Please, don’t bother the Macalope until Autobots triumph at Apple.
This article is adapted from a book Mickle has out titled (please swallow any liquids in your mouth before continuing to read) “After Steve: How Apple Became a Trillion-Dollar Company and Lost Its Soul”. Not that there’s any particular point of view being espoused here.
Mickle describes Jony Ive as one of Apple’s “most creative thinkers” while Tim Cook is painted as a bean counter who’s utterly disinterested in design and would like nothing more than to expel all those weirdos in Delta house. The piece emphasizes the philosophical friction between the two, saying frustration drove Ive to resign.
Mickle does go so far as to quote both Cook and Ive taking exception to the idea that the latter left on bad terms. Indeed, it’s hard to think it was too bad considering he still regularly works with the company. But amicable breakups don’t sell books.
Now, dear reader, it is time for the Macalope’s patented Walk-Into-The-Sea Challenge where you read a passage from the linked-to article and see if you can prevent yourself from walking into the sea. Good luck!
Mr. Cook has accelerated a shift in strategy that has made the company better known for offering TV shows and a credit card than introducing the kind of revolutionary new devices that once defined it.
Where you able to stay desalinated, reader?! The Macalope wasn’t.
Yes, when people think of Apple these days it never has anything to do with Macs, iPads or iPhones.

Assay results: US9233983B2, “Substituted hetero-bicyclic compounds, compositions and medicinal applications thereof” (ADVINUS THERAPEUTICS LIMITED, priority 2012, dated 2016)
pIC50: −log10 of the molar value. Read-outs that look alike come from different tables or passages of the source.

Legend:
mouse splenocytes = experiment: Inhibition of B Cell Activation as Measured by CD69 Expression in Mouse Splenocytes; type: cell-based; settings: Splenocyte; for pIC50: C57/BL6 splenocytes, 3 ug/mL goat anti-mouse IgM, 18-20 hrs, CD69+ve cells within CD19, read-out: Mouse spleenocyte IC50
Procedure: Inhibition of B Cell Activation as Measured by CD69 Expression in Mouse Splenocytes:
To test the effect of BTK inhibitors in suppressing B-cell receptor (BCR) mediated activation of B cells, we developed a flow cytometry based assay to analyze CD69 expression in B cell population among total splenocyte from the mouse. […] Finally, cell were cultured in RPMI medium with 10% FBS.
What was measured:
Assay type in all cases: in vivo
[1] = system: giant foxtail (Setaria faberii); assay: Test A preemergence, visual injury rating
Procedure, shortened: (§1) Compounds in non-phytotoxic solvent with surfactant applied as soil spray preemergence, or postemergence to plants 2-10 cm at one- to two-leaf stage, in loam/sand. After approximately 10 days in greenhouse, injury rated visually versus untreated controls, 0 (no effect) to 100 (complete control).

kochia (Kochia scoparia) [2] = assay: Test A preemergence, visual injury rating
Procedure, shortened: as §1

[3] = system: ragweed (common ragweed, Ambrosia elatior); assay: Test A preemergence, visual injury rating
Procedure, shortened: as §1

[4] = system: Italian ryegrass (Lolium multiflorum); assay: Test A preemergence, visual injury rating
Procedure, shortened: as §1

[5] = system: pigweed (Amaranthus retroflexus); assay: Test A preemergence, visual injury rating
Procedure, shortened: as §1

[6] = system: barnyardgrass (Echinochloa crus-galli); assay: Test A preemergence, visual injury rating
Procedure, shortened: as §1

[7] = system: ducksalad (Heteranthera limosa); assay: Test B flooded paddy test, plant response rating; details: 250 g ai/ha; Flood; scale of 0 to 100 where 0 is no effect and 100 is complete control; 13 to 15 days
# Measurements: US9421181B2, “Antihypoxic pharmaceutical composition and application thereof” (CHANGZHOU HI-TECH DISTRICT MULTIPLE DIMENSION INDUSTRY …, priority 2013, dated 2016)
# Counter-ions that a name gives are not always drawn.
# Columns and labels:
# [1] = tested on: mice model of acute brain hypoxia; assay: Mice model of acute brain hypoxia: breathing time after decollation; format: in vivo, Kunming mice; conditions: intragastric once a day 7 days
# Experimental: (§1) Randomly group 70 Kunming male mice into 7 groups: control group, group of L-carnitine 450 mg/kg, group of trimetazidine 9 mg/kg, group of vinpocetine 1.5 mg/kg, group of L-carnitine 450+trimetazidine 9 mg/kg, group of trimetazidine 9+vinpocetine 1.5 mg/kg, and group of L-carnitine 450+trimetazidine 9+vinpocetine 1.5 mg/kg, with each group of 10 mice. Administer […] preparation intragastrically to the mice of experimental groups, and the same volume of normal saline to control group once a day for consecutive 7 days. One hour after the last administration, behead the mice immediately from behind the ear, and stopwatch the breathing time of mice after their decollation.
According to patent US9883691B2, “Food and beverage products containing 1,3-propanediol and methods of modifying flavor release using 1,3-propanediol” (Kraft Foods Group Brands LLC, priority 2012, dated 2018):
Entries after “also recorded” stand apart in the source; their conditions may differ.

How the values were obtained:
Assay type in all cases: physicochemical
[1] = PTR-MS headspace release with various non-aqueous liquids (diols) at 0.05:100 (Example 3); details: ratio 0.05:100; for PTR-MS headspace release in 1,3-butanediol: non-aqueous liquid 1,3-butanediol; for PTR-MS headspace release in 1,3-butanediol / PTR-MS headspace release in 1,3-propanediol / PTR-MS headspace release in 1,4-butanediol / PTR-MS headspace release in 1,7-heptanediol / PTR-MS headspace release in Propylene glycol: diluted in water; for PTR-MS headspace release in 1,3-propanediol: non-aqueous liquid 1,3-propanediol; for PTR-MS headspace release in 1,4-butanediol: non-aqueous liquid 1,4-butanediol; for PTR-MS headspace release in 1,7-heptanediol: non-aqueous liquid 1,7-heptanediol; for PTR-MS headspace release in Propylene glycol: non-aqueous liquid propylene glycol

By the end, the sense that the two missed a chance to create a worthy successor to the iPhone is palpable.
It’s also hooey, and the best evidence for that is the previous 400 pages. It’s true that after Jobs died, Apple didn’t produce another device as important as the iPhone, but Apple didn’t produce another device that important before he died either.
Indeed. In fact, one could rightly argue that no one ever in the history of the world has produced another device as important as the iPhone. And this is the problem with most “analysis” of Apple. Everything gets compared to the iPhone, as if the company should be shipping world-changing devices every three years when no other company in existence is held to the same standard.
The section of Mickle’s article detailing Ive’s slow departure appears under the header “Left-brain triumph”, as we are left to presume that creativity is now dead at Apple.
In Mr. Ive’s absence, Mr. Cook began reshaping the company in his image.
You’re saying that in 2017, six years after Steve Jobs’ death and Tim Cook taking over as Apple CEO, Cook finally got around to reshaping the company in his image?
Well, the man is notoriously lazy.
The Macalope would ask “Who writes this stuff?” but the answer is clear: Tripp Mickle writes this stuff. It’s right up there at the top.
…the products remain largely as they were when Mr. Ive left. The gods have become mortals.
Yes, except, actually, no.
Mickle seemingly dismisses the introduction of Apple silicon as a grotesque triviality Apple had the audacity to mention before talking about the 2021 iMac’s design. But what about that design? You can say it’s basically the same as the old one in that it is a screen on a stand, but that’s what the iMac has been since 2004. You can’t have it both ways, you can’t sigh at Apple for shipping the same stuff post Ive that they were shipping with Ive.
And let’s talk about changes that have been made to the MacBook Pro since Ive’s departure. The new MacBook Pros are no longer thin at the expense of almost everything else and consequently do not feature keyboards that stop working when you look at them wrong or say harsh words about them or others. The “gods” might have done some amazing things but let’s not forget all the times Zeus showed up at a bachelorette party as a horny swan.
In the case of the Mac, it is inarguable that Apple’s offering has improved dramatically post-Ive. And it’s not like people loved his influence on Apple’s software design.
Jony Ive is an incredible talent and the company benefitted from his input for years. But he’s not the lathe of Apple.